IEA CALLS FOR CLIMATE LOCKDOWNS

From the beginning, analogies were drawn between Covid and Climate Change which I found alarming.

Green groups and their billionaire funders are known for their strongly autocratic views.  Like all cultists they believe that they know better than anyone else what is best for humanity.

Imagine their joy, therefore, as governments worldwide rolled out a series of tyrannical new laws suspending the democratic process, locking people up in their homes, shutting down businesses, restricting road use and criminalising free speech.

Is it any wonder that those of us who tried to question the ‘reasonableness’ of these laws, were howled down and showered with abuse?

Is it any wonder that so many of them fought the end of lockdowns tooth and nail in 2020?

I mean it wasn’t as if such people actually gave a damn about human health.

No.  It was because they all knew a ‘golden opportunity’ when they saw one.

Right at the outset they understood instantly the precedent that ‘State of Emergency’ laws set when it came to fighting climate change – only their lockdowns would be a lot more permanent of course.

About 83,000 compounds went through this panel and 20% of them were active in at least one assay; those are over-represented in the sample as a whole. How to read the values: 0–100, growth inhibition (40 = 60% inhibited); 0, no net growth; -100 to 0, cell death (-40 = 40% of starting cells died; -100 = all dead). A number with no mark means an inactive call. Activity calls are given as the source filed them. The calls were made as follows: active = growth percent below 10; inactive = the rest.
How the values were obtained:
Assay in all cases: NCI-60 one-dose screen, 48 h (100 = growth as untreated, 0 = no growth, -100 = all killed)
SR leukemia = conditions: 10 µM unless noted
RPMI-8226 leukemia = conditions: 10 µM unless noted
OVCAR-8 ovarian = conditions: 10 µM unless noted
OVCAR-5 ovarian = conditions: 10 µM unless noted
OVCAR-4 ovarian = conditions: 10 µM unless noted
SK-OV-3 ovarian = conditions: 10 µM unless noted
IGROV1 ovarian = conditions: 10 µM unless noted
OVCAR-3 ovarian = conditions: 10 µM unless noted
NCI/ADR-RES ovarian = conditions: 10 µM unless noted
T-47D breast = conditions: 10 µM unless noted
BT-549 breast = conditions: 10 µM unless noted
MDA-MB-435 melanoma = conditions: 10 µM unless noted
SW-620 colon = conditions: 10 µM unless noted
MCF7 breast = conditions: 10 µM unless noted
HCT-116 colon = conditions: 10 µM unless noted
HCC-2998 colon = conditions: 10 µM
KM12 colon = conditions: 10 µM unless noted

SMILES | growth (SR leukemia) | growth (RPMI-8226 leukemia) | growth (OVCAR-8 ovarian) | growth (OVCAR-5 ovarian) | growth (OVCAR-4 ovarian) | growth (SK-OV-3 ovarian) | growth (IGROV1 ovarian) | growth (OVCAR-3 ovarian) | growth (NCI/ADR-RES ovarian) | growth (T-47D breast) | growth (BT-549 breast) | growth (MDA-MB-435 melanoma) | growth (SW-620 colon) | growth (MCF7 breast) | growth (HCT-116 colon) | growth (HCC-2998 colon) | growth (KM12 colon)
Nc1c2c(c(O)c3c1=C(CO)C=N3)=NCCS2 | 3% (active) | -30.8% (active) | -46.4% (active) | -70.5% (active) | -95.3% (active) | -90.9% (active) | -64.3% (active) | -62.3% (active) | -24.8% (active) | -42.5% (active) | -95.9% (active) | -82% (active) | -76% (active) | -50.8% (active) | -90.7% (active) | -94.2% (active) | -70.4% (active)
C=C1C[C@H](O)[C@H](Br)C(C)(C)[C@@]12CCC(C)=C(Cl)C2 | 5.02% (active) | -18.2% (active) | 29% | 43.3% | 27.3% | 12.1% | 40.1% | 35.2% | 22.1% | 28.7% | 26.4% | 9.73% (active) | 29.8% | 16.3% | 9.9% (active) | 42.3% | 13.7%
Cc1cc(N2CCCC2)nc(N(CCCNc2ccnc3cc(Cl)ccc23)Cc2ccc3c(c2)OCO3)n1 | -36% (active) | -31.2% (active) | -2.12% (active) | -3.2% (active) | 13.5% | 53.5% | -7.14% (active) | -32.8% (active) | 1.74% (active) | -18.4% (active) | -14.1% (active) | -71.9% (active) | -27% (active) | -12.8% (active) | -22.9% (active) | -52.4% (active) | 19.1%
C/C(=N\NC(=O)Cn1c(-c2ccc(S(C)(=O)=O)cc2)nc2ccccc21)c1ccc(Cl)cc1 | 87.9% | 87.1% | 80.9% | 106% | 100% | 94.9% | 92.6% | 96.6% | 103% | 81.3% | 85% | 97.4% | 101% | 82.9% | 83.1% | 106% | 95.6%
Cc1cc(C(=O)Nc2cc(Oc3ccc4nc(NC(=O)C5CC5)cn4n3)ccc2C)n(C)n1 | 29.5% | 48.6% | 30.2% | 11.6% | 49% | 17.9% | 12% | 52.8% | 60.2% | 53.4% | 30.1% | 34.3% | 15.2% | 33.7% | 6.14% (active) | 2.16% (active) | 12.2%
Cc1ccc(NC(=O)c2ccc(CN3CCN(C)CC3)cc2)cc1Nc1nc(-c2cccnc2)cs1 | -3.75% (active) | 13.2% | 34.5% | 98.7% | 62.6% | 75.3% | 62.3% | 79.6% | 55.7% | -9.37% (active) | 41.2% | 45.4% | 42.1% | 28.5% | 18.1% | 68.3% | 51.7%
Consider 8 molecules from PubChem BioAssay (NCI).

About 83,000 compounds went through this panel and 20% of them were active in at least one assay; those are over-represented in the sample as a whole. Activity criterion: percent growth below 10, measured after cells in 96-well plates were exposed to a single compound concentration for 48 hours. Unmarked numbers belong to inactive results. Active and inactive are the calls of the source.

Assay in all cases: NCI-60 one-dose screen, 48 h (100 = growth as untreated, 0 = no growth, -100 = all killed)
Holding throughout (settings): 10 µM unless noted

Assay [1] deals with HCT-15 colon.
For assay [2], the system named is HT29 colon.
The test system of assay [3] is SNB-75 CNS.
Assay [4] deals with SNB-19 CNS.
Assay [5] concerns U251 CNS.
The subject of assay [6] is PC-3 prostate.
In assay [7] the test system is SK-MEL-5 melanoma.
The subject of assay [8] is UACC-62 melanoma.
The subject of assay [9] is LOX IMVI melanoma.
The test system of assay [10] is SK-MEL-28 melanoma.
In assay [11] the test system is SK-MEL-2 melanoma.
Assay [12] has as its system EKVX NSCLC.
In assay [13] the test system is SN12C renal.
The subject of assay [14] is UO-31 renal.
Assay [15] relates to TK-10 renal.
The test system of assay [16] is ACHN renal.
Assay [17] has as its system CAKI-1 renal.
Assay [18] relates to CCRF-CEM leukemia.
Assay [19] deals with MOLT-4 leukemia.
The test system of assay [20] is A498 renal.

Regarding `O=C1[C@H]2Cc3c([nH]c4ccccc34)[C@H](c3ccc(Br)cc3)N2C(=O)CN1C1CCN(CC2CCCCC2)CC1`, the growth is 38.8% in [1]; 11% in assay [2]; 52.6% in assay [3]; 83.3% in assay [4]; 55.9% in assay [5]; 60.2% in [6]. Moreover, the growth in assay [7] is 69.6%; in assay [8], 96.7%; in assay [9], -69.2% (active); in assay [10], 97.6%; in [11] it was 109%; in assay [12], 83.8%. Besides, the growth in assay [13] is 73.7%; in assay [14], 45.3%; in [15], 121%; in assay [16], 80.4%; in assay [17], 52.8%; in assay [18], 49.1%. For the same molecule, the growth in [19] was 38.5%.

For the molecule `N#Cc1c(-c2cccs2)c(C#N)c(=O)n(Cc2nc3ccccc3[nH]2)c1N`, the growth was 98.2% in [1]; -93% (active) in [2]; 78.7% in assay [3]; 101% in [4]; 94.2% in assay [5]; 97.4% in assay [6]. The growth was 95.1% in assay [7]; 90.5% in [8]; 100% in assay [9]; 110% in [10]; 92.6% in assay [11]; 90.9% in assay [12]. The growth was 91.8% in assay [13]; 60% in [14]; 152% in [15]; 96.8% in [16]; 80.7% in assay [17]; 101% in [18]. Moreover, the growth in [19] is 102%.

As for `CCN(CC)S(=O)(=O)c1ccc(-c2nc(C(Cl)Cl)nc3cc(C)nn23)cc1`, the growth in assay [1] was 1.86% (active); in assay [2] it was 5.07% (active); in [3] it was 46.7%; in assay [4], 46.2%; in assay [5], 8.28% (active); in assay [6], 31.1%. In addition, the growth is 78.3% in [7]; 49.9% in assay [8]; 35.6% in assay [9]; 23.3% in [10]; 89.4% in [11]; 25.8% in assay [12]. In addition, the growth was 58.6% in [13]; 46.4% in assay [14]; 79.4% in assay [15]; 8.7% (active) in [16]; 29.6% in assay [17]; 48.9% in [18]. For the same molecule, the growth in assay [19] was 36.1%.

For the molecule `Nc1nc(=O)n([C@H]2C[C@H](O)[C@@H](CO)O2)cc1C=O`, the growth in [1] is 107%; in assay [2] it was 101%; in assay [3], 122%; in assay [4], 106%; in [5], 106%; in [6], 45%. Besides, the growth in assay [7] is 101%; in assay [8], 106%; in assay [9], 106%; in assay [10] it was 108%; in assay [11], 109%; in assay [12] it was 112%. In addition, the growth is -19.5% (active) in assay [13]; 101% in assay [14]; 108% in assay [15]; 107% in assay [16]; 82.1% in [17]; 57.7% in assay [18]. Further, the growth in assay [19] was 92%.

In their eyes, any government with the power to limit private-vehicle use, ration the consumption of meat, impose censorship, close businesses and lock people up, was a government they could really get behind.

Even global governing bodies like the WEF, OECD and IMF, issued broad hints that to achieve ‘net zero’ by 2050, governments may need some form of ‘climate lockdown’ laws.

Now, the International Energy Agency has ‘upped the ante’ by calling for governments worldwide to adopt ‘climate lockdowns’ on the basis that “net zero” won’t be possible unless people are forced to stay home as much as possible.

As the IEA’s “10-Point Plan to Cut Oil Use’ report states:

“Governments have all the necessary tools at their disposal to put oil demand into decline in the coming years, which would support efforts to both strengthen energy security and achieve vital climate goals”.

Proposals include:

“Reducing highway speed limits; more working from home; street changes to encourage walking and cycling; car-free Sundays in cities and restrictions on other days; cutting transit fares; policies that encourage more carpooling; cutting business air travel”.

Suddenly, Queensland’s refusal to lift its Emergency Powers laws last month, makes a lot more sense.

 

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